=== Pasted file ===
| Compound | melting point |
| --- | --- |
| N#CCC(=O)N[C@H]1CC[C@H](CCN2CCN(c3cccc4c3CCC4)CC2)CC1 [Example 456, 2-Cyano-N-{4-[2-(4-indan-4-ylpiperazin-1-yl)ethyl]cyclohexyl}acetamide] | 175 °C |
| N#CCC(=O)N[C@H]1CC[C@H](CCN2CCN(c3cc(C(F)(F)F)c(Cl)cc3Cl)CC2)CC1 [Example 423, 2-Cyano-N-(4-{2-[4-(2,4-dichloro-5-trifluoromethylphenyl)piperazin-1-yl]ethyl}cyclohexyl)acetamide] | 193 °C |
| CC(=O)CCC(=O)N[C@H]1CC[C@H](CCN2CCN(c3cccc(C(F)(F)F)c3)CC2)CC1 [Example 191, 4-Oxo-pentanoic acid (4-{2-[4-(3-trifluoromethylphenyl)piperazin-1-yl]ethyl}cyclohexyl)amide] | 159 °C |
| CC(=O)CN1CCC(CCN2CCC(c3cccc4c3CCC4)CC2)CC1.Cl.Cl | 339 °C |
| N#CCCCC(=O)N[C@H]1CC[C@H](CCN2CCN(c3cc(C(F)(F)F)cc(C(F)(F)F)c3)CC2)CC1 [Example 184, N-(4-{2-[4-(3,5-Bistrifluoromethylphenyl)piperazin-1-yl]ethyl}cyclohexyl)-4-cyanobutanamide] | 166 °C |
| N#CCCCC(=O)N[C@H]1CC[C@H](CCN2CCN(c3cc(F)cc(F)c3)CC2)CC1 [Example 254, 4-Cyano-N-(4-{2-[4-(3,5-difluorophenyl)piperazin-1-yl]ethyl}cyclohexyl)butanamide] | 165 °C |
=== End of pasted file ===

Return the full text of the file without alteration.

| Compound | melting point |
| --- | --- |
| N#CCC(=O)N[C@H]1CC[C@H](CCN2CCN(c3cccc4c3CCC4)CC2)CC1 [Example 456, 2-Cyano-N-{4-[2-(4-indan-4-ylpiperazin-1-yl)ethyl]cyclohexyl}acetamide] | 175 °C |
| N#CCC(=O)N[C@H]1CC[C@H](CCN2CCN(c3cc(C(F)(F)F)c(Cl)cc3Cl)CC2)CC1 [Example 423, 2-Cyano-N-(4-{2-[4-(2,4-dichloro-5-trifluoromethylphenyl)piperazin-1-yl]ethyl}cyclohexyl)acetamide] | 193 °C |
| CC(=O)CCC(=O)N[C@H]1CC[C@H](CCN2CCN(c3cccc(C(F)(F)F)c3)CC2)CC1 [Example 191, 4-Oxo-pentanoic acid (4-{2-[4-(3-trifluoromethylphenyl)piperazin-1-yl]ethyl}cyclohexyl)amide] | 159 °C |
| CC(=O)CN1CCC(CCN2CCC(c3cccc4c3CCC4)CC2)CC1.Cl.Cl | 339 °C |
| N#CCCCC(=O)N[C@H]1CC[C@H](CCN2CCN(c3cc(C(F)(F)F)cc(C(F)(F)F)c3)CC2)CC1 [Example 184, N-(4-{2-[4-(3,5-Bistrifluoromethylphenyl)piperazin-1-yl]ethyl}cyclohexyl)-4-cyanobutanamide] | 166 °C |
| N#CCCCC(=O)N[C@H]1CC[C@H](CCN2CCN(c3cc(F)cc(F)c3)CC2)CC1 [Example 254, 4-Cyano-N-(4-{2-[4-(3,5-difluorophenyl)piperazin-1-yl]ethyl}cyclohexyl)butanamide] | 165 °C |